One of the common types of computer systems which can be used to practice the present invention is referred to as a personal digital assistant, or commonly called a PDA. The personal digital assistant is a pocket sized electronic organizer with the capability to store telephone numbers, addresses, daily appointments, and software that keeps track of business or personal data such as expenses, etc. Furthermore, the personal digital assistant also has the ability to connect to a personal computer, enabling the two devices to exchange updated information. Additionally, the personal digital assistant can also be connected to a modem, enabling it to have electronic mail (e-mail) capabilities over the Internet along with other Internet capabilities. Moreover, an advanced personal digital assistant can have Internet capabilities over a wireless communication interface (e.g., radio interface). In particular, the personal digital assistant can be used to browse Web pages located on the Internet. The personal digital assistant can be coupled to a networking environment. It should be appreciated that embodiments of the present invention are well suited to operate within a wide variety of computer systems, some of which can be communicatively coupled to a networking environment.

FIG. 1 is a block diagram of a first exemplary network environment 50 including a personal digital assistant 100 on which the present invention can be practiced. The personal digital assistant 100 is also known as a palmtop or palm-sized electronic system or computer system. Here, the personal digital assistant 100 has the ability to transmit and receive data and information over a wireless communication interface (e.g., a radio interface). The personal digital assistant 100 is one exemplary computer system on which the present invention can operate. The present invention can operate on any other type of computer system.

In one embodiment, base station 32 is both a transmitter and receiver base station which can be implemented by coupling it into an existing public telephone network 34. Implemented in this manner, base station 32 enables the personal digital assistant 100 to communicate with a proxy server computer system 36, which is coupled by wire 35 to the existing public telephone network 34. Furthermore, proxy server computer system 36 is coupled to the Internet 52, thereby enabling the personal digital assistant 100 to communicate with the Internet 52. It should be appreciated that within the present embodiment, one of the functions of proxy server 36 is to perform operations over the Internet 52 on behalf of the personal digital assistant 100. For example, proxy server 36 has a particular Internet address and acts as a proxy device for the personal digital assistant 100 over the Internet 52. It should be further appreciated that other communications networks may be utilized in practicing the present invention.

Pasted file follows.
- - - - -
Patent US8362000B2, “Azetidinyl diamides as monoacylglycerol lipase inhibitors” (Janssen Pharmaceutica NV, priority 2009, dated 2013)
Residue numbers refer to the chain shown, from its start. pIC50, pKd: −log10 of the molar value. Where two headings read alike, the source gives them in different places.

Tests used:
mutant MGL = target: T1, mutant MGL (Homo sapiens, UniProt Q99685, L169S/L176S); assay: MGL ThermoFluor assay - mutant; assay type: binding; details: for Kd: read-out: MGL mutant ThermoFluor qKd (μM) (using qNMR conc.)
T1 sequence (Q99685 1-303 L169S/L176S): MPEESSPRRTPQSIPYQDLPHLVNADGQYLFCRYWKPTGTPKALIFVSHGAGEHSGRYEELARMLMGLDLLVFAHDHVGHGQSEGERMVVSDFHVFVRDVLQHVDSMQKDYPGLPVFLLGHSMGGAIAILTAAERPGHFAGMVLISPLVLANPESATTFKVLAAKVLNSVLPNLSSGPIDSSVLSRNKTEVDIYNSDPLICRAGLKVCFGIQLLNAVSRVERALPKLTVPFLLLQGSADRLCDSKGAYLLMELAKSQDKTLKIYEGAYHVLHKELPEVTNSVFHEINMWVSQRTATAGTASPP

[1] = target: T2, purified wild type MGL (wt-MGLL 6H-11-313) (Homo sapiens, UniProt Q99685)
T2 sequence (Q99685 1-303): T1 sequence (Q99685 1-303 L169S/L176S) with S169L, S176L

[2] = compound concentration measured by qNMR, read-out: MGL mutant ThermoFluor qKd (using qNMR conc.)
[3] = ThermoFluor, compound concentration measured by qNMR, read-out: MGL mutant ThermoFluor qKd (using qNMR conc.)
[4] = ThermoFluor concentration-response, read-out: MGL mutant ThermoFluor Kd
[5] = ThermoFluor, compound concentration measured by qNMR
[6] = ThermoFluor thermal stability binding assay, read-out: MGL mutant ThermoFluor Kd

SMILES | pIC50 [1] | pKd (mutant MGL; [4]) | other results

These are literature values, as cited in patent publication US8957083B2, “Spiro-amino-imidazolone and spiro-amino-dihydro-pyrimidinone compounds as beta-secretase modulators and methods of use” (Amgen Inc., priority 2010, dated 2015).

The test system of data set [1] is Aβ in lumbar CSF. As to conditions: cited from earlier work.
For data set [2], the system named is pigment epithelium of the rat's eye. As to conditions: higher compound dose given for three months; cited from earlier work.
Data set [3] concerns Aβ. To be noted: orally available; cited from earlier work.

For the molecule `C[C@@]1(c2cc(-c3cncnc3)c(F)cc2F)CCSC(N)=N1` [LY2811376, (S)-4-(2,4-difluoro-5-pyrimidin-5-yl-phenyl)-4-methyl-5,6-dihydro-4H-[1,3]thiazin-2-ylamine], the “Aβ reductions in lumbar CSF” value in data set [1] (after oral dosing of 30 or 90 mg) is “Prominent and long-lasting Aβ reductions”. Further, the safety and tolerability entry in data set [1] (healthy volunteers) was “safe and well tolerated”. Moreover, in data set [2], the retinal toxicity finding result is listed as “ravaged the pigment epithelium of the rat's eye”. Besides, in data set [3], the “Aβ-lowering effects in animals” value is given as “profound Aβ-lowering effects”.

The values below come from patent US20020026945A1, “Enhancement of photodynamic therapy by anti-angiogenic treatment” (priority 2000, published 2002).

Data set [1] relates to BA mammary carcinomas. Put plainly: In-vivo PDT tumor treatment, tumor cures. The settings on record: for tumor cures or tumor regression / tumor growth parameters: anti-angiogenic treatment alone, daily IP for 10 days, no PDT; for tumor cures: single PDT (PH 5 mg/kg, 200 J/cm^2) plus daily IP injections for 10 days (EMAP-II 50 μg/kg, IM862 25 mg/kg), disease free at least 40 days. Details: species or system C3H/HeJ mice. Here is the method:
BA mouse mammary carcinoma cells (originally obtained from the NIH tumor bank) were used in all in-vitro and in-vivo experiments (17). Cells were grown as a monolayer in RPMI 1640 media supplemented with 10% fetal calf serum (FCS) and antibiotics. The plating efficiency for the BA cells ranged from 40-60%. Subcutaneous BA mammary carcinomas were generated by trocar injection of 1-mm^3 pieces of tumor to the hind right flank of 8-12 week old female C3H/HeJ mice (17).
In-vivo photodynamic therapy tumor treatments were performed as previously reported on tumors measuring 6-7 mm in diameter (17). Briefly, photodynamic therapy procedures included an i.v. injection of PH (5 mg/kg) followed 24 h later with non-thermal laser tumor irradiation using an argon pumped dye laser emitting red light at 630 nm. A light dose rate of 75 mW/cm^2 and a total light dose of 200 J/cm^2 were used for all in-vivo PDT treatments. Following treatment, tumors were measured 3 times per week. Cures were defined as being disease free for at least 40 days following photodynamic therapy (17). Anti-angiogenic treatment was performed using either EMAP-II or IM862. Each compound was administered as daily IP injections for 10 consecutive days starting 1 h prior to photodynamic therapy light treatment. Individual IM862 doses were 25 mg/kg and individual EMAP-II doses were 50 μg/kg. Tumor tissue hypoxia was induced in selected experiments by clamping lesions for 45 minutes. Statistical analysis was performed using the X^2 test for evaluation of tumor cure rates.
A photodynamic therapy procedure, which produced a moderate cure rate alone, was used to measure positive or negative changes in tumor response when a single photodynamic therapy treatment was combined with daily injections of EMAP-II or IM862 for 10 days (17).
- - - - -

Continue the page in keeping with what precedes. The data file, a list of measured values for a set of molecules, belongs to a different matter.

The data and information which are communicated between base station 32 and the personal digital assistant 100 are a type of information and data that can conventionally be transferred and received over a public telephone wire network system. However, a wireless communication interface is utilized to communicate data and information between the personal digital assistant 100 and base station 32. It should be appreciated that one embodiment of a wireless communication system in accordance with the present invention is the Mobitex wireless communication system.

FIG. 2 illustrates a block diagram of a second exemplary network environment 51 including a personal digital assistant 100 on which the present invention can be practiced, whereas the personal digital assistant 100 is coupled to other computer systems and the Internet via a cradle device. Network system 51 comprises a host computer system 56 which can either be a desktop computer system as shown, or, alternatively, can be a laptop computer system 58. Optionally, more than one host computer system 56 can be used within network system 51. Host computer systems 58 and 56 are shown connected to a communication bus 54, which in one embodiment can be a serial communication bus, but could be of any of a number of well known designs (e.g., a parallel bus, Ethernet Local Area Network (LAN), etc.). Optionally, bus 54 can provide communication with the Internet 52 using a number of well known protocols.